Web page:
On 20th December 2020 the last service was held in St. Finian’s Lutheran Church and the Church was closed due to the COVID-19 restrictions. The easing process allowed us to celebrate the first service since on 16th March 2021. Of course, all the measurements are still in place: 2 meters distance, face covering, signing in, no singing. All designated seats were occupied. It was like learning to walk after a long illness. It was a good feeling and God’s Spirit was with us.
The service was followed by Church Coffee in the back garden of the church: With exactly 2 hours it was one of the longest coffee meetings ever – with no food and no barbecue, only fellowship and chats.
On 17th and 18th April 1521 Martin Luther appeared at the Diet of Worms where he was asked to recant his books. Instead of that, he said:
“I am bound by the Scriptures I have quoted, and my conscience is captive to the Word of God. I cannot and will not recant anything since it is neither safe nor right to go against conscience. May God help me. Amen”
The Lutheran Church in Ireland marked this anniversary with three webinars:
28th April Webinar “For to go against Conscience is neither right nor safe (Martin Luther): The role of Conscience from Luther to the Digital Age” with Prof Randall Zachman, USA; Prof (and former President of Ireland) Mary McAleese and Derek Scally (Irish Times Correspondent, Germany). On youtube: https://www.youtube.com/watch?v=ZpAnVu280NU
It’s the beginning of March and we are still in the 5-km-lockdown. Each first Tuesday of a month at 1pm. Lovely to bring St. Finian’s Church to the people and the voice of the people into the abandoned church. I love the reflections of the altar stained glass windows in the screen.
Predigtreihe zur Passionszeit über Psalm 23 / Following the words of Psalm 23 through the time of Lent
Seit bald einem Jahr ist uns Verzicht auferlegt: Verzicht auf Teile des Einkommens für viele von uns, Verzicht auf soziale Kontakte und Reisen, Verzicht auf Nähe und Kultur, beschränkter Aktionsradius auf 5km seit nunmehr zwei Monaten. Deswegen soll dieses Jahr in der Passionszeit nicht Verzicht und Leid im Mittelpunkt unserer Gottesdienste stehen, sondern etwas Ermutigendes. Da bietet sich Psalm 23 an. Vertraute Worte, die viele von uns auswendig können. Bis einschließlich Ostern lassen wir uns von diesen alten Worten inspirieren. Mehr zum ersten Vers findet ihr unterhalb des Fotos, das vor ein paar Monaten in den Wicklow Mountains am Turlough Hill entstanden ist.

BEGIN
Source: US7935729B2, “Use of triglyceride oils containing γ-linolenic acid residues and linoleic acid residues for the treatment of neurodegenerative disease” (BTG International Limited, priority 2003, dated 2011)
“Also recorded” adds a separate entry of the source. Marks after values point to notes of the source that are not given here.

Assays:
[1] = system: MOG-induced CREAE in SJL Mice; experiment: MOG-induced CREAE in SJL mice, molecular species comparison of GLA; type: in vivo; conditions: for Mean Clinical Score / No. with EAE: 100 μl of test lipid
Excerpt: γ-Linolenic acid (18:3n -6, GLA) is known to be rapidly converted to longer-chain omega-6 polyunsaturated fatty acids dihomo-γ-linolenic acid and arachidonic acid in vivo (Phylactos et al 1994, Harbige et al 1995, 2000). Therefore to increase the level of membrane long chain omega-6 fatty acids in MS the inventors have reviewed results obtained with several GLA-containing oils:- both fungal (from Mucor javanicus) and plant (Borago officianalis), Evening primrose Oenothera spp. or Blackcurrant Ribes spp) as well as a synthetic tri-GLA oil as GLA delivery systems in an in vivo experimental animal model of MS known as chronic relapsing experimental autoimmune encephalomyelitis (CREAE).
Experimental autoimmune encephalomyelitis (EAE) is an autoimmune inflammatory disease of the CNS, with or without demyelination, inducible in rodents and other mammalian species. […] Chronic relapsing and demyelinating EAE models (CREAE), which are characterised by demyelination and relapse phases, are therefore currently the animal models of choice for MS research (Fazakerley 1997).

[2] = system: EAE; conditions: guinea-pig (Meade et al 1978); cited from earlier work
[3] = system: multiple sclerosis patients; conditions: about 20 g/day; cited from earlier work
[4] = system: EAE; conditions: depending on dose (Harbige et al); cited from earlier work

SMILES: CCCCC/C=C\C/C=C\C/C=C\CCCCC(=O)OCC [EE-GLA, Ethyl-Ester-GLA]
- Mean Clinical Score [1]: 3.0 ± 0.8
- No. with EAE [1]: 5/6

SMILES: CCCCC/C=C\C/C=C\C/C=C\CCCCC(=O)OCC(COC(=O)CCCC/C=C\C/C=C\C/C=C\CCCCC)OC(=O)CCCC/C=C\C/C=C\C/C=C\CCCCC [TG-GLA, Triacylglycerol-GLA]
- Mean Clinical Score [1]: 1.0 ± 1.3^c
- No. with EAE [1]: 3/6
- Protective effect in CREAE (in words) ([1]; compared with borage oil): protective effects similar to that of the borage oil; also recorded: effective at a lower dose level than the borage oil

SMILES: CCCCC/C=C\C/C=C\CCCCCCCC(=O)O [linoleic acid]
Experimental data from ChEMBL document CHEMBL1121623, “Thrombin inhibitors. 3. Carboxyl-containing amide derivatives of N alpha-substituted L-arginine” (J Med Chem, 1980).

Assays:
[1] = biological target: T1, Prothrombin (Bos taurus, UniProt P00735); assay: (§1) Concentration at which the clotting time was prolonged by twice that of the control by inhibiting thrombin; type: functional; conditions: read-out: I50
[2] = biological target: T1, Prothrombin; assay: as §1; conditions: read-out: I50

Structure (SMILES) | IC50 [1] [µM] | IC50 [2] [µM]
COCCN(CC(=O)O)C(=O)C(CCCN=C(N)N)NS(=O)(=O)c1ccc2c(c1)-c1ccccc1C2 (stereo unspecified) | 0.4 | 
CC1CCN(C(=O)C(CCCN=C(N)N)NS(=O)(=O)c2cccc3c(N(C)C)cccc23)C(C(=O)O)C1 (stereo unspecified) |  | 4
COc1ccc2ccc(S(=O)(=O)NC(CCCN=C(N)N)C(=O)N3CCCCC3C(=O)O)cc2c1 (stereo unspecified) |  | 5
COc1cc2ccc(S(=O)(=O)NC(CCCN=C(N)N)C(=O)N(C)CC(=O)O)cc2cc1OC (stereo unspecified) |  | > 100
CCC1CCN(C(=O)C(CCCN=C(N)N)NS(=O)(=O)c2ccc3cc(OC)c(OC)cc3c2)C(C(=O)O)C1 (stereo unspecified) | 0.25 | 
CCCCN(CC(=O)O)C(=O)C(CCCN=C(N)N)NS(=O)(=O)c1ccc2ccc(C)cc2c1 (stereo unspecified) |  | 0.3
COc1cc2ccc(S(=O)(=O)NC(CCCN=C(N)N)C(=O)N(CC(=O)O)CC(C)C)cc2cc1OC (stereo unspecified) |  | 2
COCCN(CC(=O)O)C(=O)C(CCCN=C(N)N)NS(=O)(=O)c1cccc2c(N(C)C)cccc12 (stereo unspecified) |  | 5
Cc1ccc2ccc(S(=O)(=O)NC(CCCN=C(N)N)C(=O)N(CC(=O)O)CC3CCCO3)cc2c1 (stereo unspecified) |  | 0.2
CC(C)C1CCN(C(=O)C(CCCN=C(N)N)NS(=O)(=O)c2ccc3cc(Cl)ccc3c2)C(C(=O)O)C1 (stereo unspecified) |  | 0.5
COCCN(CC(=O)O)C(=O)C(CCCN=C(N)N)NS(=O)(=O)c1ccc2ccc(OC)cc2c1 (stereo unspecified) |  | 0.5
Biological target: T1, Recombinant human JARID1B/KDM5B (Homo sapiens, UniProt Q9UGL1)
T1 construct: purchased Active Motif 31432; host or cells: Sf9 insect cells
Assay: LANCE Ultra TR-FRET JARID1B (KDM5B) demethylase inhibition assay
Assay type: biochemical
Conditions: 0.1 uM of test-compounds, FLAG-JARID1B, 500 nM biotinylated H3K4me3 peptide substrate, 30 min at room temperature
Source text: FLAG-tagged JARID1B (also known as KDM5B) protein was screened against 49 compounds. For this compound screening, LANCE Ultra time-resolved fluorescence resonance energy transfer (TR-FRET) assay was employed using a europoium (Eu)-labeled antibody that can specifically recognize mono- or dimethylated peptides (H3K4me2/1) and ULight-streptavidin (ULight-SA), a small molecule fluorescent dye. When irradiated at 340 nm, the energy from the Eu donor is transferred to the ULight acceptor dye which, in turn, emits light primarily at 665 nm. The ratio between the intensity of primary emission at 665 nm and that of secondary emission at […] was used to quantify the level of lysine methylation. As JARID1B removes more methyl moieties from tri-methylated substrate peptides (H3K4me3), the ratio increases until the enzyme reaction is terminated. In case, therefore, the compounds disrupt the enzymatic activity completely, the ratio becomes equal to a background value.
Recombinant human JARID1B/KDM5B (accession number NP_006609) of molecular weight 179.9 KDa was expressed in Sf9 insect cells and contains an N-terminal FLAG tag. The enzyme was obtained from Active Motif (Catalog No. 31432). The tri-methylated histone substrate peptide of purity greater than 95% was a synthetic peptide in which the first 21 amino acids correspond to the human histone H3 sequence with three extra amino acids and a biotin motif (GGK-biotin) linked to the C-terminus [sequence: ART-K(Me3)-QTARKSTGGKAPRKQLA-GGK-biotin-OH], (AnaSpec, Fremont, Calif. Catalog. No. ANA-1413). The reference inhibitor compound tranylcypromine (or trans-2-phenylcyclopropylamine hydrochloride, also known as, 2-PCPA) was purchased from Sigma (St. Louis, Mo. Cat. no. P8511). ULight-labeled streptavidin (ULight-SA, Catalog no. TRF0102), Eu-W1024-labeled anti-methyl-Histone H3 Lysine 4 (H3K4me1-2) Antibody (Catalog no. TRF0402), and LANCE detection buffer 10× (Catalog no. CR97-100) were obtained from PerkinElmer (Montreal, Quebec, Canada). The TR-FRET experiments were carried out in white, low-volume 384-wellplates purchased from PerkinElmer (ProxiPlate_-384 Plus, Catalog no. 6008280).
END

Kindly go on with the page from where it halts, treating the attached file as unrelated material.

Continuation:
Der Herr ist mein Hirte: Ein guter Hirte geht hinter seinen Schafen her und überlässt ihnen Freiheit und Kompetenz. Der gute Hirte gibt die grobe Richtung vor und greift nur in Extremfällen ein. Das macht Gott, etwa mit den 10 Geboten oder dem Liebesgebot Jesu. Das Bild vom guten Hirten hat mit Vertrauen zu tun. Interessant ist, dass im Psalm 22 das genaue Gegenteil benannt wird: Mein Gott, mein Gott, warum hast du mich verlassen, heißt es da. Gottverlassenheit und Vertrauen in Gottes Kraft liegen oft sehr nah beieinander in unserem Leben. Gerade in einer Pandemie kennen viele von uns diese “Achterbahn” des Glaubens. Beides gilt es, wahrzunehmen. Möge Jesu Wort, dass er selbst der gute Hirte ist, der sein Leben lässt für die Schafe, uns ermutigen, immer wieder zurückzufinden zum Gottvertrauen.
A short message on this rainy Friday, 19th February:
The Irish government just announced another 9 weeks of hard lockdown (that means, for instance: flights to the continent nearly impossible, hotel quarantine at your expense if coming from several destinations, still only 5km radius from home, and more fines to come if you breach the law). It’s sad to see the government has no other idea for the people to live with the pandemic. Vaccination centers are announced, but the program hasn’t started yet – only in hospitals and nursing homes.
The homepage of our Church has some difficulties – you might have noticed the Sunday service are back in December, and the email email@example.com isn’t working properly. In case of any difficulties with emails, please use firstname.lastname@example.org or email@example.com instead.
Live is on hold, and for many of us this is really tough. But life isn’t always easy. Don’t loose the hope and the perseverance!
By the way: what a nice coincidence that the Mars robot mission with it’s successful landing (yesterday) is called Perseverance (I found it absolutely fascinating that modern technology is able to manage such a landing)!
There is a longing of traveling and meeting people as there are so many conferences, lectures and even private journeys cancelled since one year.
But this week I was happy about two very interesting meetings on Zoom. This is the good outcome of a pandemic: Technology makes meetings happen.
The first one: On Tuesday 2nd February, I followed the invitation of Kairos Ireland to listen to Dr. Munthar Isaac, Lutheran Pastor at the Christmas Church in Bethlehem/Palestine: He spoke about “Reading the Bible as a Palestinian Christian” with very good biblical insights that have the potential to lead the discussion about Palestine’s future into a shared-land-policy.
The second “journey” brought me to Scotland yesterday, 4th February: It was the first UN International Day of Human Fraternity. Great honor for me: The Lutheran Church in Ireland hosted a talk with Imam Sayed Ali Abbas Razawi from Scotland on behalf of Dublin City Interfaith Forum und Edinburgh Inter-Faith Association: Uplifting and touching talk with lot of hope. Imam Sayed was one of the four Imams who met Pope Francis in 2017 to build a better relationship between Islam and Christianity.